6 Realistic Expectations About Newborn Sleep
Nothing can truly prepare you when it comes to newborns and their sleep. Sure, you may have pulled a few all-nighters studying for a big exam or hanging out with friends in the past then slept it off the next day and night, waking refreshed. The truth is that newborn sleep can feel like one perpetual all-nighter with seemingly no relief in sight. This sleep deprivation can lead to real maternal mental health challenges.
Fortunately, there are ways to mitigate sleep deprivation but it’s important to understand what is truly “normal” when it comes to newborn sleep.
- Newborns aren’t born with established circadian rhythms. Normal sleep can be anywhere from 20 minutes to several hours.
- Newborns lose weight after birth. Until they gain back their birth weight and weight gain is continual, newborns may need to be woken to eat every 2-3 hours round the clock (or they may regularly wake at this time). After a baby is back up to birth weight and is otherwise healthy, it’s generally ok to let them sleep longer stretches.
- Day and night confusion is common. This means your baby may like to sleep all day and party all night. The best way to address day and night confusion is to wake baby after 2 hours during the day to feed and offer some awake time. Keep daytime bright and at a normal volume. Keep nighttime dark and quiet – think blackout shades and white noise machines. Adding in a bedtime routine can also help them begin to differentiate between daytime and nighttime. Day and night confusion is typically rectified by the 6-8-week mark.
- Newborns only have 2 sleep stages – active and quiet. They spend 50% in active and 50% in quiet. During active sleep they may seem awake – fluttering eyes, flailing arms, squawks, grunts, brief cries, etc. Give your baby space before rushing over to get them up… they may be in active sleep!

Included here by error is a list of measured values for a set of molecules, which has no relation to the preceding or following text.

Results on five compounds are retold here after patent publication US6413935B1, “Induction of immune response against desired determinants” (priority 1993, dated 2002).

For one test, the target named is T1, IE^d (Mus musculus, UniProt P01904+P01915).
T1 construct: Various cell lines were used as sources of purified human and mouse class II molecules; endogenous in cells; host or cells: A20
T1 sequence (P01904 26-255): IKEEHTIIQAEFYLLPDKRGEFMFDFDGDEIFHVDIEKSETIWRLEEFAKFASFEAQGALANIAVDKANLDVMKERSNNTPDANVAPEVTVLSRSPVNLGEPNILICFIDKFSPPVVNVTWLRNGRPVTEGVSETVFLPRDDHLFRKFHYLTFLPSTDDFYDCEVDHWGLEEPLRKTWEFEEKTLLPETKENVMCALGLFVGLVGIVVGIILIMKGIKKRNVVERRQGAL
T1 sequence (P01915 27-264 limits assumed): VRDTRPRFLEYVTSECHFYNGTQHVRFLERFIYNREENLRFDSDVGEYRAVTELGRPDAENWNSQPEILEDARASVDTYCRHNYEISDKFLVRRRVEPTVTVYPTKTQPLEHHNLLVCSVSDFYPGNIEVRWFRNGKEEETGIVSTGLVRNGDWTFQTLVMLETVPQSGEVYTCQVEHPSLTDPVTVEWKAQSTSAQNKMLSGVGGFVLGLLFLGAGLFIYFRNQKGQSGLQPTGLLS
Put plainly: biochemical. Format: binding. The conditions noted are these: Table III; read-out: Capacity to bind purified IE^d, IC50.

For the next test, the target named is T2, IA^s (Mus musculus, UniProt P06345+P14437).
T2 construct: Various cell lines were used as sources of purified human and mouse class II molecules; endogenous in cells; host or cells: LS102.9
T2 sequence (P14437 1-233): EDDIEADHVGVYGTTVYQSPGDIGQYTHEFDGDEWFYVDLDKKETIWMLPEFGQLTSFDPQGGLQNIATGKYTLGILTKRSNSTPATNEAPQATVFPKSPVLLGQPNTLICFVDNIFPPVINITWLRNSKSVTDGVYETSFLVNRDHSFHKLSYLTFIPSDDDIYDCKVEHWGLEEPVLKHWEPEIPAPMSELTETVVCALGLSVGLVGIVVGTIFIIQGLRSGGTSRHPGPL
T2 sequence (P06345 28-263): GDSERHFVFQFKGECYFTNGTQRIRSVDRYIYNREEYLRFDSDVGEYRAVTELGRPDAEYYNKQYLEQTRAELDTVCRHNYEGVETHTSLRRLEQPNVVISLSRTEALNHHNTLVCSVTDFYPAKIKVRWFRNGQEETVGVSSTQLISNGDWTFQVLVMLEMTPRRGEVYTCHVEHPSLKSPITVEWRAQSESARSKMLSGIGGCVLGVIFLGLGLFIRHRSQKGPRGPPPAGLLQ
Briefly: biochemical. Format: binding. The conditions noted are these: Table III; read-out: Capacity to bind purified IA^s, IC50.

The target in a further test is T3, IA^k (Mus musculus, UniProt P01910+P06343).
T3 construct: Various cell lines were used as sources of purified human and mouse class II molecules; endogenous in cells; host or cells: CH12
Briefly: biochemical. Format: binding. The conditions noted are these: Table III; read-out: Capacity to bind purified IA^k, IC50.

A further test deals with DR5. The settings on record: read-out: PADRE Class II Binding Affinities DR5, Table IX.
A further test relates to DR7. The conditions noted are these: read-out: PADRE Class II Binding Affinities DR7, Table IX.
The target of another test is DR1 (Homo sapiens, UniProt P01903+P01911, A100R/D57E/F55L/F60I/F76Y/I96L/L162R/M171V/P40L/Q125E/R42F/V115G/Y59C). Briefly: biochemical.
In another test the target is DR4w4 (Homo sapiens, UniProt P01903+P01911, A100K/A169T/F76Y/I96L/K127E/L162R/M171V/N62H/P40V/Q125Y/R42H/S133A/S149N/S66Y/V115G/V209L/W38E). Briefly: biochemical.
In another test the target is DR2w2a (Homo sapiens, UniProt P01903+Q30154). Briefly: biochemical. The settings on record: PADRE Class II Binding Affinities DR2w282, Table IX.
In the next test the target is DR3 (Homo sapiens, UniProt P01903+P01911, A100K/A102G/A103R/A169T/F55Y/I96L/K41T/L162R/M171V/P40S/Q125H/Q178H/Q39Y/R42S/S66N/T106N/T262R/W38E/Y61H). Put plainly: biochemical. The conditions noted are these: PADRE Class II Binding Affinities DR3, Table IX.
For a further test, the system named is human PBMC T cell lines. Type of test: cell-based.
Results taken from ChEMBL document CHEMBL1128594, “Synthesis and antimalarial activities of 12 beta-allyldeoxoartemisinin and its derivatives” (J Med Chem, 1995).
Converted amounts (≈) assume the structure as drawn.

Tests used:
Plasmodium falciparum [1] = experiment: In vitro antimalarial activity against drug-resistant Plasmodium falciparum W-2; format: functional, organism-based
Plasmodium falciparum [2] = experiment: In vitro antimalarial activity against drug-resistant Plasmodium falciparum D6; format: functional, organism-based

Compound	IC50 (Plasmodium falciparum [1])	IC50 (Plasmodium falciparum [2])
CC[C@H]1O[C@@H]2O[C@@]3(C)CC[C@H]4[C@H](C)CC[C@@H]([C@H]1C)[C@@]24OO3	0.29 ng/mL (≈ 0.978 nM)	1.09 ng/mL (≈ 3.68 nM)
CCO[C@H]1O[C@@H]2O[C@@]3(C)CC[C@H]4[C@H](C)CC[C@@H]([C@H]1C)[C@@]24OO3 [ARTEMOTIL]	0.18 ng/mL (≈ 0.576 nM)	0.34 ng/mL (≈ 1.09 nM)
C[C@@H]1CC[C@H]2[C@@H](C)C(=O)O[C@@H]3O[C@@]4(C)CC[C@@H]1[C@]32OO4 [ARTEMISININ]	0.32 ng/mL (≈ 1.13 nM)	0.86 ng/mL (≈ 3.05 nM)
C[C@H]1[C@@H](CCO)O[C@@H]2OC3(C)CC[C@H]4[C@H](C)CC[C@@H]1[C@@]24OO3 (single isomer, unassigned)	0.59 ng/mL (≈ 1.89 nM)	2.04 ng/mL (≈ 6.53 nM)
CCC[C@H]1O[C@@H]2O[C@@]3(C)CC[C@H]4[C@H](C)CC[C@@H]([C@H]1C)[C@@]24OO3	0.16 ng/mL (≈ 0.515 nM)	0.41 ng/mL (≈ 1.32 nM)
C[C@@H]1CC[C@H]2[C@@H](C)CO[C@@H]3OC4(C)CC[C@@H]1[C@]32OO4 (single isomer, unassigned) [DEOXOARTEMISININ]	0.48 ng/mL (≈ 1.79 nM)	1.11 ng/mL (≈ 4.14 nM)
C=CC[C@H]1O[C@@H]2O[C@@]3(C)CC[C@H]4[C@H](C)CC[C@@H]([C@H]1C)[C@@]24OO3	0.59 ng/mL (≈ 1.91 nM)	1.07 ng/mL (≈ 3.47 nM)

- Newborns can only handle approximately 45-60 minutes of awake time. Get your baby down before they grow overtired if you can. If baby is not falling asleep quickly after 45-60 minutes, try not to stress out. If you’re able to, great! It can help keep them from growing overtired.
- Newborns can’t be scheduled beyond watching wake windows. This is biological – their sleep does not mature and become more organized until closer to 3.5/4 months (enter 4-month “sleep regression”). Don’t be fooled by people on the internet who claim to “train” newborns!
The reality is that some days and weeks may be really hard. Your baby may wake frequently throughout the night to eat or snuggle. They may skip naps or take short naps all day. Other weeks may give you a reprieve and you’re able to catch up on some sleep. Both are normal and common. As an adult, these wonky sleep patterns are not normal. Our bodies need continuous, undisrupted sleep to feel well-rested. This lack of sleep can lead to maternal mental health struggles that may be new to you. Our friends over at Thrive After Baby have great tips about handling this temporary period of sleep disruption.
We asked Sasha and Alex, both moms and therapists for new moms, from Thrive After Baby questions about the relationship between lack of sleep and mental health, how to tell the difference between sleep deprivation and postpartum mental health challenges, and what the heck to do about it. This is what they said: